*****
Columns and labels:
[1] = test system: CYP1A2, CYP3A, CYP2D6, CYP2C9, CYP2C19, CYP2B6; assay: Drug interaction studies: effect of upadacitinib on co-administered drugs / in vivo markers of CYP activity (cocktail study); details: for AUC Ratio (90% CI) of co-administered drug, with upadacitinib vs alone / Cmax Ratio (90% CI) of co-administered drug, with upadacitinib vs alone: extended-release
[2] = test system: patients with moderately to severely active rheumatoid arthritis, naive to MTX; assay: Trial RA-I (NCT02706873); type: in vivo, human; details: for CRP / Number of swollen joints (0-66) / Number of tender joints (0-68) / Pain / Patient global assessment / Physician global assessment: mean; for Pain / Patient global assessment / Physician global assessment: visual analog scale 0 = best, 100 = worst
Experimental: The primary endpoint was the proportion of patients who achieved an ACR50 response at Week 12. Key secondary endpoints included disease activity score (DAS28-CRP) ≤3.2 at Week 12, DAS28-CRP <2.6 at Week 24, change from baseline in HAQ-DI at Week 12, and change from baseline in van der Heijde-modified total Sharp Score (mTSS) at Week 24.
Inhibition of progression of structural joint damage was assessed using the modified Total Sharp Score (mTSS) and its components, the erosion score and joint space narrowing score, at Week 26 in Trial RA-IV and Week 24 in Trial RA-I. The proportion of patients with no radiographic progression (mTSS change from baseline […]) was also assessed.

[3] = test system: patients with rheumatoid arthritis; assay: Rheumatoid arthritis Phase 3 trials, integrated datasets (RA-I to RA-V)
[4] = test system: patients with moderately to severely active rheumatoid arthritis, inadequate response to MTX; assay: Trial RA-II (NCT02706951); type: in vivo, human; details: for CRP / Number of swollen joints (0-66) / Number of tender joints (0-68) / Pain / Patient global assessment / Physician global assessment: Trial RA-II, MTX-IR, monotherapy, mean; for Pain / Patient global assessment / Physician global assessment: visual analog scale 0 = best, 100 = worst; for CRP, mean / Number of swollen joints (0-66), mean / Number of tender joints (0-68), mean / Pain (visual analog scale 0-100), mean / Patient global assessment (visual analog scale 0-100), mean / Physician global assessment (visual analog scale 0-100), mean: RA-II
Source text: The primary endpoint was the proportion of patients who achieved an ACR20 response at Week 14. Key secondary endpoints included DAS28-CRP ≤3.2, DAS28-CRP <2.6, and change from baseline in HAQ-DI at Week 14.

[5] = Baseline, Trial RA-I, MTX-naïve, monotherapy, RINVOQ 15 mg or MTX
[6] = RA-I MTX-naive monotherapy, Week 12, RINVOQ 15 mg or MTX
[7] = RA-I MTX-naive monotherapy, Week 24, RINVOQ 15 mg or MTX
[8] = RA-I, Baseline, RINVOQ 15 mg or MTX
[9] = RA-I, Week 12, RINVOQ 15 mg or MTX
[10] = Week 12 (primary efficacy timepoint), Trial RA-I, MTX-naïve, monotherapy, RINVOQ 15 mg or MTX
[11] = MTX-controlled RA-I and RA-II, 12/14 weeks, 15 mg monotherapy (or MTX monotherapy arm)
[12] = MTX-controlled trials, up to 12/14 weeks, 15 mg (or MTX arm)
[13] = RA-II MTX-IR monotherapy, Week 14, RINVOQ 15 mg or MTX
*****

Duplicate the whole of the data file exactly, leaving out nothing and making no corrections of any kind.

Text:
Columns and labels:
[1] = test system: CYP1A2, CYP3A, CYP2D6, CYP2C9, CYP2C19, CYP2B6; assay: Drug interaction studies: effect of upadacitinib on co-administered drugs / in vivo markers of CYP activity (cocktail study); details: for AUC Ratio (90% CI) of co-administered drug, with upadacitinib vs alone / Cmax Ratio (90% CI) of co-administered drug, with upadacitinib vs alone: extended-release
[2] = test system: patients with moderately to severely active rheumatoid arthritis, naive to MTX; assay: Trial RA-I (NCT02706873); type: in vivo, human; details: for CRP / Number of swollen joints (0-66) / Number of tender joints (0-68) / Pain / Patient global assessment / Physician global assessment: mean; for Pain / Patient global assessment / Physician global assessment: visual analog scale 0 = best, 100 = worst
Experimental: The primary endpoint was the proportion of patients who achieved an ACR50 response at Week 12. Key secondary endpoints included disease activity score (DAS28-CRP) ≤3.2 at Week 12, DAS28-CRP <2.6 at Week 24, change from baseline in HAQ-DI at Week 12, and change from baseline in van der Heijde-modified total Sharp Score (mTSS) at Week 24.
Inhibition of progression of structural joint damage was assessed using the modified Total Sharp Score (mTSS) and its components, the erosion score and joint space narrowing score, at Week 26 in Trial RA-IV and Week 24 in Trial RA-I. The proportion of patients with no radiographic progression (mTSS change from baseline […]) was also assessed.

[3] = test system: patients with rheumatoid arthritis; assay: Rheumatoid arthritis Phase 3 trials, integrated datasets (RA-I to RA-V)
[4] = test system: patients with moderately to severely active rheumatoid arthritis, inadequate response to MTX; assay: Trial RA-II (NCT02706951); type: in vivo, human; details: for CRP / Number of swollen joints (0-66) / Number of tender joints (0-68) / Pain / Patient global assessment / Physician global assessment: Trial RA-II, MTX-IR, monotherapy, mean; for Pain / Patient global assessment / Physician global assessment: visual analog scale 0 = best, 100 = worst; for CRP, mean / Number of swollen joints (0-66), mean / Number of tender joints (0-68), mean / Pain (visual analog scale 0-100), mean / Patient global assessment (visual analog scale 0-100), mean / Physician global assessment (visual analog scale 0-100), mean: RA-II
Source text: The primary endpoint was the proportion of patients who achieved an ACR20 response at Week 14. Key secondary endpoints included DAS28-CRP ≤3.2, DAS28-CRP <2.6, and change from baseline in HAQ-DI at Week 14.

[5] = Baseline, Trial RA-I, MTX-naïve, monotherapy, RINVOQ 15 mg or MTX
[6] = RA-I MTX-naive monotherapy, Week 12, RINVOQ 15 mg or MTX
[7] = RA-I MTX-naive monotherapy, Week 24, RINVOQ 15 mg or MTX
[8] = RA-I, Baseline, RINVOQ 15 mg or MTX
[9] = RA-I, Week 12, RINVOQ 15 mg or MTX
[10] = Week 12 (primary efficacy timepoint), Trial RA-I, MTX-naïve, monotherapy, RINVOQ 15 mg or MTX
[11] = MTX-controlled RA-I and RA-II, 12/14 weeks, 15 mg monotherapy (or MTX monotherapy arm)
[12] = MTX-controlled trials, up to 12/14 weeks, 15 mg (or MTX arm)
[13] = RA-II MTX-IR monotherapy, Week 14, RINVOQ 15 mg or MTX